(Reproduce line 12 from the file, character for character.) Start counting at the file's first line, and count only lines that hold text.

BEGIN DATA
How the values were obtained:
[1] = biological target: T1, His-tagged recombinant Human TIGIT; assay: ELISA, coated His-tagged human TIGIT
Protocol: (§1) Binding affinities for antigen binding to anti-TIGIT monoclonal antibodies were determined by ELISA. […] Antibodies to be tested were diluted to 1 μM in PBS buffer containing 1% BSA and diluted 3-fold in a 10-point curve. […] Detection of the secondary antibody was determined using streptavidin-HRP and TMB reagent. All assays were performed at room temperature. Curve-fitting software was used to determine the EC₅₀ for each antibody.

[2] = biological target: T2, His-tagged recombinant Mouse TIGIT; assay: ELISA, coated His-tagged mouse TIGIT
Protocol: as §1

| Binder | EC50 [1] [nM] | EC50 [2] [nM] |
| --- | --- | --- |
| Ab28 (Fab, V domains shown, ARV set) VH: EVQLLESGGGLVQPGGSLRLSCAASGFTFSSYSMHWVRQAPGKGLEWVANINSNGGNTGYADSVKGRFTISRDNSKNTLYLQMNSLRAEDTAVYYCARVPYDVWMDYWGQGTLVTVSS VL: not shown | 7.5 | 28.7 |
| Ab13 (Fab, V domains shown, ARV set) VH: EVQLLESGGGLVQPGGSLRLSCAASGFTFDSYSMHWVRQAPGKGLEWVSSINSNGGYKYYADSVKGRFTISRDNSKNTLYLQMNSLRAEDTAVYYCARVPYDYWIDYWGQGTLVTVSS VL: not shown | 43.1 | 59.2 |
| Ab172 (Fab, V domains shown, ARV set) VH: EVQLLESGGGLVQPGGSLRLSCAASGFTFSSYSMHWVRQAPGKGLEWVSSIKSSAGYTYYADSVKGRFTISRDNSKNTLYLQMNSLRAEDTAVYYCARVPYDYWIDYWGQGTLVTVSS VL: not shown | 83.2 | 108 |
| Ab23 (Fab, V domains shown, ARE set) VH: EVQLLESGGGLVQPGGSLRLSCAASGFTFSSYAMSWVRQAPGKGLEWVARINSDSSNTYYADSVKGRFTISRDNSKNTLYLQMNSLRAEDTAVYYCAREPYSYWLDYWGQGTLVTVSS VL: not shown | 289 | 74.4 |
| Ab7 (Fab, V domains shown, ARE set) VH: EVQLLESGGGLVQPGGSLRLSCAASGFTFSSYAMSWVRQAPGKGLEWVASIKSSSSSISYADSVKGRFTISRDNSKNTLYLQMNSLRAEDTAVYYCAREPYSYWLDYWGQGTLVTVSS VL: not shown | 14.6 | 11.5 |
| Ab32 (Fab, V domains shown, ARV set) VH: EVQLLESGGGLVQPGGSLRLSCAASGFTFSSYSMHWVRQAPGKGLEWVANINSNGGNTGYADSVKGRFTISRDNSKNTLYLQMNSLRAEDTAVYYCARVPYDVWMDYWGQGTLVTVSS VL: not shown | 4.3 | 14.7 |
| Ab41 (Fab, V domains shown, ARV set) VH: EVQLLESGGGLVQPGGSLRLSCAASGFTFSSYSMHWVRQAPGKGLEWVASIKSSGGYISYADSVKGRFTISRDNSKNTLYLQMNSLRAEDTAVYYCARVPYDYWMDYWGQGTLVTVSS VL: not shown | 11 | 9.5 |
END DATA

| Ab7 (Fab, V domains shown, ARE set) VH: EVQLLESGGGLVQPGGSLRLSCAASGFTFSSYAMSWVRQAPGKGLEWVASIKSSSSSISYADSVKGRFTISRDNSKNTLYLQMNSLRAEDTAVYYCAREPYSYWLDYWGQGTLVTVSS VL: not shown | 14.6 | 11.5 |